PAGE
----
Our branded promotional products can be personalised in a variety of different ways in order to create items that truly represent your business. Our product listings explain the printing process(es) available for each individual item we sell, meaning you can find out whether your specified item will be printed, embroidered, embossed…
Want to learn more? Explore our list of the most popular processes used to apply your company logo to our wide range of products.
- Screen printing
- Foil blocking
- Transfer printing
- Laser engraving
- Digital printing
- Embossing and debossing
In a nutshell: some of the earliest examples of this printing technique date back to the Song Dynasty in China (690AD-1279AD). Screen printing is one of the most cost-effective and diverse forms of printing and is used in everything from manufacturing to signage, as well as the production of promotional items including clothing, branded plastic gifts and printed ceramic mugs.
How does it work? Screen printing forces ink through a tightly-stretched mesh, which is attached to a frame called a screen. (Creative name, no?) The screen is coated with a photo-sensitive emulsion or film; a stencil or photo-positive of the required image is placed on top of this. The screen is then subjected to Ultraviolet light, which cures the emulsion and all parts of the screen, apart from the image. The screen is then cleaned, which allows the ink to pass through the mesh onto the substrate being printed. This process will print one colour at a time; to print numerous colours, a different screen is required each time, with the process repeated from scratch.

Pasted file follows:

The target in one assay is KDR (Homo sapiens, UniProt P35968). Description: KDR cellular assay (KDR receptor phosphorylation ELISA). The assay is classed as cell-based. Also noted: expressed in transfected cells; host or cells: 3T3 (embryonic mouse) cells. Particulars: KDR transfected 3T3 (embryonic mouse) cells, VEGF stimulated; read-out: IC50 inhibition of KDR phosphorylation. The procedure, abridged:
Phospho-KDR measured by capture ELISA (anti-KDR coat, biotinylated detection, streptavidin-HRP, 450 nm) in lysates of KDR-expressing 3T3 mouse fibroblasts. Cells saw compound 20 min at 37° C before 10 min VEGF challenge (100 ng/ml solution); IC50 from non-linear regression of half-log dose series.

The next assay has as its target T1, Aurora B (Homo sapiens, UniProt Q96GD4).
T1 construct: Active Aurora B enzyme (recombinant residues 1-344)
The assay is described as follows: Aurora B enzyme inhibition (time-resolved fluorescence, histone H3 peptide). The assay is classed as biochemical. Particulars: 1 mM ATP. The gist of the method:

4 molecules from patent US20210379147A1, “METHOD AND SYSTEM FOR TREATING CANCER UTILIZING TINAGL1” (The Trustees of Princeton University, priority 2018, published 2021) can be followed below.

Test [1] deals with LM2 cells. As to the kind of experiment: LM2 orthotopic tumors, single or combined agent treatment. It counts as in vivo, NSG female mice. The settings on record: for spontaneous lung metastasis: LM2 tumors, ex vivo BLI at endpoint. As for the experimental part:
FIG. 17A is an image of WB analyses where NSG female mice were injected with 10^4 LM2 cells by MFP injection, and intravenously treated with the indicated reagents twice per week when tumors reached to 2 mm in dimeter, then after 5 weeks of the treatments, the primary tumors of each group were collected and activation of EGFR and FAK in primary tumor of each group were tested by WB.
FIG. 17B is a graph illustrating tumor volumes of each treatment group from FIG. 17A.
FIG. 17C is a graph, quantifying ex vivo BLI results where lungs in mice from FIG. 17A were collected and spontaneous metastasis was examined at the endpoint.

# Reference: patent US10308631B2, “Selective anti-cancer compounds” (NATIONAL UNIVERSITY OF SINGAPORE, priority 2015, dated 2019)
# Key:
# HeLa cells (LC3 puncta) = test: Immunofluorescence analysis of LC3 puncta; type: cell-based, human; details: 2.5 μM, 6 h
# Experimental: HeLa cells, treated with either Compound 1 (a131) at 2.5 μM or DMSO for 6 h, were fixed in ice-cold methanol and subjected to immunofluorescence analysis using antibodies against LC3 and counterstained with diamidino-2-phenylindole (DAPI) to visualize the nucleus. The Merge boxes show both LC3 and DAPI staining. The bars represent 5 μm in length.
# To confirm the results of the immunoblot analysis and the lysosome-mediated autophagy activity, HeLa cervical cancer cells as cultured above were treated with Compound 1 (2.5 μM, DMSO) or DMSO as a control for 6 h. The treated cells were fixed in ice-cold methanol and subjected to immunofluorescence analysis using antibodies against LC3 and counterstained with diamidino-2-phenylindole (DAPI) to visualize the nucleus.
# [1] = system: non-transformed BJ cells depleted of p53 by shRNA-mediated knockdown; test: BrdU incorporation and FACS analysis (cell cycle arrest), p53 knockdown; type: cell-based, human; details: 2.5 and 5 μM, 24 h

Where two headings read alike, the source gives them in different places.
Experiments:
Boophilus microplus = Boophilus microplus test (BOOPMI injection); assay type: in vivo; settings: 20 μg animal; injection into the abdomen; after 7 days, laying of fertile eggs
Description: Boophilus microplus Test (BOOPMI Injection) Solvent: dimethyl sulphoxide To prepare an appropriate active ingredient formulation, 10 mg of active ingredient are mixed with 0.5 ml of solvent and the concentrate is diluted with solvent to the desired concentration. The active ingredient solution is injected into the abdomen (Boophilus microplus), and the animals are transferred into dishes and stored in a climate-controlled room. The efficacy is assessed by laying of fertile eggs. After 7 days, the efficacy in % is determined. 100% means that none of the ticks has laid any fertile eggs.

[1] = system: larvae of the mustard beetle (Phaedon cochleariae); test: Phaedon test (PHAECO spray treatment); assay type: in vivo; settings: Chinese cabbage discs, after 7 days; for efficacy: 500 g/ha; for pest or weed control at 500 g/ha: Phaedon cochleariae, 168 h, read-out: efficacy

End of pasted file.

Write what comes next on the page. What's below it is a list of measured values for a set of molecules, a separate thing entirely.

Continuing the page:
Good to know: screen printing allows you to Pantone-match colours with accuracy and precision, and is widely used here at Total Merchandise for both flatbed and cylindrical printing. Below you can see a screen in action in one of our printing factories.
Foil blocking (AKA foil stamping)
In a nutshell: foil blocking is a personalisation method we use frequently at Total Merchandise, especially when branding promotional folders, wallets or other leather or imitation leather gifts.
How does it work? A blocking die is created using the logo required, with a layer of foil placed between the die and the product. Heat and pressure are then applied, which allows the foil to adhere to the product.
Good to know: this method is not suitable for multicolour printing or designs with very fine detail. Pantone colour matching is not available with this method; we would typically brand your logo in gold or silver, which creates an impressive luxe finish.
In a nutshell: transfer printing is great for personalised clothing, with its inexpensive set-up and ability to recreate high-quality images products durable and long-lasting results.
How does it work? Transfer printing involves your designs first being printed onto a flexible non-textile (such as paper or vinyl) before being transferred onto the item in question with a heat press.
Good to know: a process originally developed in Georgian England for use on ceramics, modern transfer printing processes make a great budget-friendly option for small businesses and sporting clubs.
In a nutshell: laser engraving is a permanent and precise personalisation method that cannot be undone.
How does it work? The laser technique sees the surface of the promotional item eliminated, with the colour of the material beneath that top layer determining the colour of the imprint.
Good to know: this style of personalisation works best on metal promotional products, such as branded keyrings, engraved mobile phone stands, clocks and so on, creating a unique tone-on-tone look for your branded gifts.
In a nutshell: with its roots sewn into Greek mythology, it's safe to say that the embroidery method of personalising items has been around for quite a while. Here at Total Merchandise, it's largely used to personalise clothing items, such as custom polo shirts and branded hoodies.